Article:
Tuesday, January 27, 2009

My Cousin Ginger sends me the neatest stuff...

The History of the Apron

I don't think our kids know what an apron is.

The principal use of Grandma's apron was to protect the dress underneath,because she only had a few, it was easier to wash aprons than dresses and they used less material, but along with that, it served as a potholder for
removing hot pans from the oven.

It was wonderful for drying children's tears, and on occasion was even used for cleaning out dirty ears.

From the chicken coop, the apron was used for carrying eggs, fussy chicks, and sometimes half-hatched eggs to be finished in the warming oven.

When company came, those aprons were ideal hiding places for shy kids.

And when the weather was cold, grandma wrapped it around her arms.

Those big old aprons wiped many a perspiring brow, bent over the hot wood stove.

Chips and kindling wood were brought into the kitchen in that apron.

From the garden, it carried all sorts of vegetables. After the peas had been shelled, it carried out the hulls.

In the fall, the apron was used to bring in apples that had fallen from the trees.

When unexpected company drove up the road, it was surprising how much furniture that old apron could dust in a matter of seconds.

When dinner was ready, Grandma walked out onto the porch, waved her apron, and the men knew it was time to come in from the fields to dinner.

It will be a long time before someone invents something that will replace that ' old-time apron' that served so many purposes.

Grandma used to set her hot baked apple pies on the window sill to cool.

Her granddaughters set theirs on the window sill to thaw.

They would go crazy now trying to figure out how many germs were on that apron.

I don't think I ever caught anything from an apron.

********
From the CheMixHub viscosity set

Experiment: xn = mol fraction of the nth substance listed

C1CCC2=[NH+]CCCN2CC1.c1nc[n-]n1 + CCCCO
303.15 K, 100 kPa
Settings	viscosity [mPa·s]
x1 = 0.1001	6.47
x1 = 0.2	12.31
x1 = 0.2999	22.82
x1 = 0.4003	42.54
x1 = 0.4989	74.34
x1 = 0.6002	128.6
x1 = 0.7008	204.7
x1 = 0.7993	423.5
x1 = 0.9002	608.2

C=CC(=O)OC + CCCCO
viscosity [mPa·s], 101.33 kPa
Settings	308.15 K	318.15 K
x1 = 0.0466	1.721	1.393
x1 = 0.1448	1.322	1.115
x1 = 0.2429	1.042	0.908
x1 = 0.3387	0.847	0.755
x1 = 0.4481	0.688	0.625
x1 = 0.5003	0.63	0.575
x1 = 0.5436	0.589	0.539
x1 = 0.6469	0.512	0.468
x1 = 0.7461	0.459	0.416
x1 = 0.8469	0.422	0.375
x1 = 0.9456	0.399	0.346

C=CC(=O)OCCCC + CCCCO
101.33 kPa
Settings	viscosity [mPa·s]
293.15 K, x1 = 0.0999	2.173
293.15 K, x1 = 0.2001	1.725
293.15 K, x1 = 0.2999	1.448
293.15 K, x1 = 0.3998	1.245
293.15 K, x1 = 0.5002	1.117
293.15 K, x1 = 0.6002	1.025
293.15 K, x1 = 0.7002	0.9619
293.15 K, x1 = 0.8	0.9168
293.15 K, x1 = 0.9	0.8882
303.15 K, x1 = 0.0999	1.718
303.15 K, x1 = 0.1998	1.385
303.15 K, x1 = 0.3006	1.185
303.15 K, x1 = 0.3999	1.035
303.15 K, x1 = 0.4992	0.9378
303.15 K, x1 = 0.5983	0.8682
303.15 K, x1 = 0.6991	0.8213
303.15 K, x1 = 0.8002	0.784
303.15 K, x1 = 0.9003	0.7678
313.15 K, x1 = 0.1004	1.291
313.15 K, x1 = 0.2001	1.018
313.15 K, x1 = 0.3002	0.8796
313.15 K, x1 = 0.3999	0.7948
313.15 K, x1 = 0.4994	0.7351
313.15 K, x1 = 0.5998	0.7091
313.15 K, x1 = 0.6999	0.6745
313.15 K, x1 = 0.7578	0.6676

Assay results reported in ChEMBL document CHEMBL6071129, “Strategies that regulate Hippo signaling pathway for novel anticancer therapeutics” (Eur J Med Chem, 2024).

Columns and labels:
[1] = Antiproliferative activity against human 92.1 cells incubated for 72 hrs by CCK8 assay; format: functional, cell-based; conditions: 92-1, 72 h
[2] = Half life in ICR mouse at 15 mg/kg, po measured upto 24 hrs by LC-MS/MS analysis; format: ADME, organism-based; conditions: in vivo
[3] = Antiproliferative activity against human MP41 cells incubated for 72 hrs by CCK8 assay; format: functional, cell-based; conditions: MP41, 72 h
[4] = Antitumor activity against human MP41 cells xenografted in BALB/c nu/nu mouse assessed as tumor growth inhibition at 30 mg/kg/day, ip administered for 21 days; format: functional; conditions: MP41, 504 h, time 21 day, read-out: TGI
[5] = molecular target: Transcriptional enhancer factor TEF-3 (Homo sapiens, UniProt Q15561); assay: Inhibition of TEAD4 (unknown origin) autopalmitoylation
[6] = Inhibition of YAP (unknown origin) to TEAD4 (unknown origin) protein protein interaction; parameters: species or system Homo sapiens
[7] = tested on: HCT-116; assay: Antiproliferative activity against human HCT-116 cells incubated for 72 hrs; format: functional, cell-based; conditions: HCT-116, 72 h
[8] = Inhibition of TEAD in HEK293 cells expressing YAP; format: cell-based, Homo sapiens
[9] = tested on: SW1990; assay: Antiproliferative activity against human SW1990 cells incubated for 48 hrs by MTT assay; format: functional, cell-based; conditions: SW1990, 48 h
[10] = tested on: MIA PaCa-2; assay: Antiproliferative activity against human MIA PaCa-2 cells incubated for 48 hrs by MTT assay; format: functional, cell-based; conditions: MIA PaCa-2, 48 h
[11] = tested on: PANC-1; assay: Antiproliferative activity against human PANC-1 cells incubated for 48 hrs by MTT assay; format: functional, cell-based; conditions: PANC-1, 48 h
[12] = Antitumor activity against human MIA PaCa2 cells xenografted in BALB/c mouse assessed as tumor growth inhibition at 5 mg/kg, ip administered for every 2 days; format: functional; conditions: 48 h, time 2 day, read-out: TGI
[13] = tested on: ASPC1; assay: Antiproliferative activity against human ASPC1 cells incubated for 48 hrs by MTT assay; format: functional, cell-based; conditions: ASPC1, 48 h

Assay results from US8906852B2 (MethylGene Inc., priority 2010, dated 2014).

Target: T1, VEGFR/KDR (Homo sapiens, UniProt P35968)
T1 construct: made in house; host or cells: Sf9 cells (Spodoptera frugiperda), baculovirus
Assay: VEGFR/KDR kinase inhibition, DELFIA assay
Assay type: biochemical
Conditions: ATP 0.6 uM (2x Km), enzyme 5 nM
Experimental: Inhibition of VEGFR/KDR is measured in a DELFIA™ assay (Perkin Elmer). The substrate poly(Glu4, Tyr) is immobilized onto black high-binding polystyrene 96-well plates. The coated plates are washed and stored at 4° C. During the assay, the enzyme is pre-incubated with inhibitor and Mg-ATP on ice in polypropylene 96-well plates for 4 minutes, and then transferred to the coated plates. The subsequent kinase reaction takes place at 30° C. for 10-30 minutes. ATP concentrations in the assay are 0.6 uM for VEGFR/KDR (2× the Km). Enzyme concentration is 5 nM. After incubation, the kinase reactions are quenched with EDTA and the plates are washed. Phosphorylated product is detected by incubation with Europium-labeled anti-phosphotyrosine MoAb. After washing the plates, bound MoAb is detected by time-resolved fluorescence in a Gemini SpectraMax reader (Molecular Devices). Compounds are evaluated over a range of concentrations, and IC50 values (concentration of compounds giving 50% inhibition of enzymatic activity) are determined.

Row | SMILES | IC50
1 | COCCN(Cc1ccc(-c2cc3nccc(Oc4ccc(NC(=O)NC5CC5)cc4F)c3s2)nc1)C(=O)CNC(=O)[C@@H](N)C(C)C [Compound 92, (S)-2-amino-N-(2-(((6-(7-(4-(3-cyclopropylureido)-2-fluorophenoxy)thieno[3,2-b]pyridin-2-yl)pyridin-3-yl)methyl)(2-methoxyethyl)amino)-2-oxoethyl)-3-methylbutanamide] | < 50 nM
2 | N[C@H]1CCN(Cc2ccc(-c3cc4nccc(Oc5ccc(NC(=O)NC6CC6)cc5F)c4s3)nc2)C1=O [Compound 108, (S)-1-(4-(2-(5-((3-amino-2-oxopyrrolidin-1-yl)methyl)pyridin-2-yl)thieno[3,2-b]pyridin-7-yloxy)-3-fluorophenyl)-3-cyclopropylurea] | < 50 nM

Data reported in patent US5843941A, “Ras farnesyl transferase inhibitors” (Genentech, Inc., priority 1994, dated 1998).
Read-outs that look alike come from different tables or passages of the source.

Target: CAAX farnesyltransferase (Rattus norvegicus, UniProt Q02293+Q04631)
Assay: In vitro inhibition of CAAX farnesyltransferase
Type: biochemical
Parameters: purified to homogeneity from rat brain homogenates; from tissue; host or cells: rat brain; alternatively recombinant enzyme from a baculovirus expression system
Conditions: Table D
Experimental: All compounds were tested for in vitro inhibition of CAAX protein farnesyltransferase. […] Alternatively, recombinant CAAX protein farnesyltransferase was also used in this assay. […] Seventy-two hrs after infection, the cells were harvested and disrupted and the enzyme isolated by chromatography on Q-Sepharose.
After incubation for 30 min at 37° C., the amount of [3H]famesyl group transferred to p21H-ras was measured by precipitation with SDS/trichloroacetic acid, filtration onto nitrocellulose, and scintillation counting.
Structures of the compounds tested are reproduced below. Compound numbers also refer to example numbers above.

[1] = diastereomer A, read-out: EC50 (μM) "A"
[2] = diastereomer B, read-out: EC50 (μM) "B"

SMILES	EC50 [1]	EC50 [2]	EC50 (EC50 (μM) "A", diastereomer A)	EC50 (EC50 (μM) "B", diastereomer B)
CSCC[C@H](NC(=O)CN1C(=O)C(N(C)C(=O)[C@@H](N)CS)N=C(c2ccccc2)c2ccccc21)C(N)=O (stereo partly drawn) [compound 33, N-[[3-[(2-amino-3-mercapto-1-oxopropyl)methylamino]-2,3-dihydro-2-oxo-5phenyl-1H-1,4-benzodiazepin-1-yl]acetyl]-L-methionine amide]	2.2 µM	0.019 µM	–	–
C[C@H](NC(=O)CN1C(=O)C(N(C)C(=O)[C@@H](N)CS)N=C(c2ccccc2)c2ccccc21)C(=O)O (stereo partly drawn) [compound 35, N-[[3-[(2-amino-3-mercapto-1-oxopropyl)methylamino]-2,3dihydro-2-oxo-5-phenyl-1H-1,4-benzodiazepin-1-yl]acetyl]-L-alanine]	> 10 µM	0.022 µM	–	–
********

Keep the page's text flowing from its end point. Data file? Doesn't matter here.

Donna said...

When my grandma was at home, she was never without her apron.

Melissa B. said...

I probably should wear an apron. I have so many stains across the fronts of so many sweatshirts! I remember these patterns from home ec class...that's how old I am!

Lynda said...

There's something so wonderful about aprons...they make me miss my grandma.

missy moo said...

I HAVE to wear an apron everyday in the bakehouse. I used to wear an apron at home in the 70's/80's but then you got to a stage where you didnt worry about it. Is it because we are all so much in a rush that we dont have time to put one on - OR - it is in the "not so cool category".... I remember having to make an apron and a silly hat thing in home ec class before we were allowed to make anything. We even had to embroider our names on it.... sheshhh those were the good old days hahha.
Hope this finds you well Kris. Love to all

4evergapeach said...

Oh Kris I love this post. Ironically I recently was looking at apron web sites and thinking of getting one of the old fasioned ones. My daughter got her boyfriends mom one with her name embroidered on it for Christmas. She loved it! And you are SO right about the germ issue. So many people I know are germaphobics (is that a word?). Thanks for such an enjoyable post.

Anita said...

I love it! Thanks for sending me the link. It brings back memories of my mother wearing hers, and also, while not as versatile as the apron, the vision of my mother in a house-dress came to mind. She still has one or two. The thin, but modest, floral, cotton, short-sleeved dress (or robe) that has snaps from top to bottom, is still handy for me to throw on when I visit her.